I looked into buying one new (a Phantom) in Nan and they wanted about 84,000 baht, back in November 2005. They are a reliable and cheap bike but do lack in power, well, it's just a 200. I rode one hard for 3 weeks over all the mountains I could find and managed to only wear out the rear brakes. I can't believe the engine didn't blow! - Just don't buy a used one from a rental place! [;)] I would consider the markdown percent on other used bikes in that year and km range. If you ask a dealer how much you could get for it as a trade-in they will low ball you, but that could be a starting point that's low for the private market. If you offer say, 50,000, (how much are they asking?)the worst they could do is say no.
  4. Rusty, The bargirl analogy was a metaphor.
    It must have tickled your fancy to turn it into a saga of epic preportions, rememer, it's only a phantom that started the post.[:)]
    So enjoy your ride,( M-CY) and get the word-smithery into you about your trip,(ride) to some far flung crn of Thailand, Half ya luck!!
    Your Mate in "OZ" Scott
  5. ..."about 3 years old".... hmmm.... 30.000Km.... hmmmmm.....
    All I can say that I like those "Micky Mouse Choppers", you get a lot of bike, even though only 200cc, at least compared to a Honda Wave...
    I know a lot of readers have "rael" bikes, I had a Intruder 1400 in another life, too, but still, these little bikes are amazing. Don't put them down if you've never ridden one, like I did at first.
    I bought a two year old clean model with 8.000km on the clock, a few small scratches, no extra's, for 55.000 Baht off a tourist in Phuket. If this bike is clean, I'd say the price would be in the lower 50's, since I got a good deal.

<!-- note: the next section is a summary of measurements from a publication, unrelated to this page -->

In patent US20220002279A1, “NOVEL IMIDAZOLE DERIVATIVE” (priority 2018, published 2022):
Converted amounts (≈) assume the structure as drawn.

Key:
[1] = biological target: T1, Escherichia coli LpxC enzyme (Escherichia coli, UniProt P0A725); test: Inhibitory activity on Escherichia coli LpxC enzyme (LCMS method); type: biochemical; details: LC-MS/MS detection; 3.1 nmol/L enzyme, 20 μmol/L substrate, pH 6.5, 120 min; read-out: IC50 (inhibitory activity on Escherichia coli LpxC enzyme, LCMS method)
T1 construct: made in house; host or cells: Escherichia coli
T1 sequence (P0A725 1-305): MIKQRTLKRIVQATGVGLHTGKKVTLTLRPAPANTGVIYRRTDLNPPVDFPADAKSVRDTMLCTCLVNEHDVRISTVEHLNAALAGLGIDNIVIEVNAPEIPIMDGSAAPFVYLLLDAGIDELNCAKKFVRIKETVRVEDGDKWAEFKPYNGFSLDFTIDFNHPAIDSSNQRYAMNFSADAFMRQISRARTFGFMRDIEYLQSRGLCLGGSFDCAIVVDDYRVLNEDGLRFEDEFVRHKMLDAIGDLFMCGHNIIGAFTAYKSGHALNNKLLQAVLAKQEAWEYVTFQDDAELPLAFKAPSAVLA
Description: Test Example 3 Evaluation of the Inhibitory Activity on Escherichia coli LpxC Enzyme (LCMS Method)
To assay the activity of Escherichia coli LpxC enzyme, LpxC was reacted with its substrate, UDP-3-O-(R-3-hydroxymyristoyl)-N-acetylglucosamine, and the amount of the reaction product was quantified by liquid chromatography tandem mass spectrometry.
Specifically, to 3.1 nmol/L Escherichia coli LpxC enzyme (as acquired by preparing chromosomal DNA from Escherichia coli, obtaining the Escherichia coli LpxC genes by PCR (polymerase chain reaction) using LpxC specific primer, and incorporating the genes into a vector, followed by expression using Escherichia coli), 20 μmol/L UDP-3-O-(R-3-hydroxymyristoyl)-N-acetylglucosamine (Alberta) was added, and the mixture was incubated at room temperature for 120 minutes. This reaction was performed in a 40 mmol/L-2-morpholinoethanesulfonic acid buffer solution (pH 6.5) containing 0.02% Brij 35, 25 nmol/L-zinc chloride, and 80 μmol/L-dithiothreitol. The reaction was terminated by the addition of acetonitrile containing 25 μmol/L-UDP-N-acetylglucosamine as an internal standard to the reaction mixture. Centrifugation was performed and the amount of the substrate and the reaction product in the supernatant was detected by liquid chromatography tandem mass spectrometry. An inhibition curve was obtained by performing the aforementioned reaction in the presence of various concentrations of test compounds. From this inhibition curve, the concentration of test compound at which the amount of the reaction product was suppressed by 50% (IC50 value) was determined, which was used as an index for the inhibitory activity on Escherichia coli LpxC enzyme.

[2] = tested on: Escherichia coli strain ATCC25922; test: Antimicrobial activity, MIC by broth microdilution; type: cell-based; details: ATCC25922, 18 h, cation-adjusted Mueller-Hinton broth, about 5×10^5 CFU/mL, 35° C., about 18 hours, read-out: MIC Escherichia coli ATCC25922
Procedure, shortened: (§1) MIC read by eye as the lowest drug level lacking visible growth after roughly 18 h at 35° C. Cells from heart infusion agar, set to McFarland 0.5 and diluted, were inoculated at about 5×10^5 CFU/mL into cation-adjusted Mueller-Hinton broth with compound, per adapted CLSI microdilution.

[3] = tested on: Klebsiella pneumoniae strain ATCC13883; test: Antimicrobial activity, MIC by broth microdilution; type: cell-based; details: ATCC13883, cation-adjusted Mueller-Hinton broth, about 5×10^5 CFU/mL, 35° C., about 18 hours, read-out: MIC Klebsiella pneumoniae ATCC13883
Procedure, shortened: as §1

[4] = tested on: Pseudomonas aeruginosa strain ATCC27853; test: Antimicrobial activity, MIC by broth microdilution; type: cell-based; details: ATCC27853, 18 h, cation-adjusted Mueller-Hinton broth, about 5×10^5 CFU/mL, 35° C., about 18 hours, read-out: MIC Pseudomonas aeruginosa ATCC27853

6. Hi Klaus

    This bike was being advertised in Chiang Mai for 75,000 baht. I suspect that the original post was from the owner, tryng to figure out why it was not selling.

  7. Hello Bob,
    I think you are right. Someone who makes a post, gets some good quality replies and doesn’t acknowledge them is either suspect or has bad manners. As I mentioned to you a few days ago when I was in CM I just bought a second Phantom 8 months old with only1700kms on the clock with green book for a very good price. The price will always depend on the motivation of the vendor and the patience of the buyer. Fortunately some Phantom friends in Surin “conditioned” the seller for me. I agree with you Klaus, the Phantom is underrated as an all purpose bike. My brother and I just completed 3500km in 10 days on a pair of Phantoms in safety, comfort and good speed. We did the Doi Intanaon, Samoeang and MHS loops and went up to Mae Sai and back to Sisaket. The only problem of any kind we had was that the crash bar from Apichai in Bkk kept digging in so we removed it before doing the big loop.
    I will be doing a trip report with all the details as soon as I am organized.
    Cheers Peter

    "The Journey is the Destination"
  8. Thank you everybody for your replies. I found BobS's advice particularly good, although despite the large number of dealers I've been to, I've yet to find a new bar-girl.

    In fact, I was thinking of buying the bike in question. I guess I could have clarified that by fair price, I meant a number that one might reasonably be able to expect to resell the bike for, within a reasonable amount of time.

    The bike in question was likely the same one BobS mentioned, but price offered to me was 68,000. I believe it's still available if anyone is interested.

    As for myself, I'm presently the lucky caretaker of an older Honda Bros while a friend is off weighing his options elsewhere.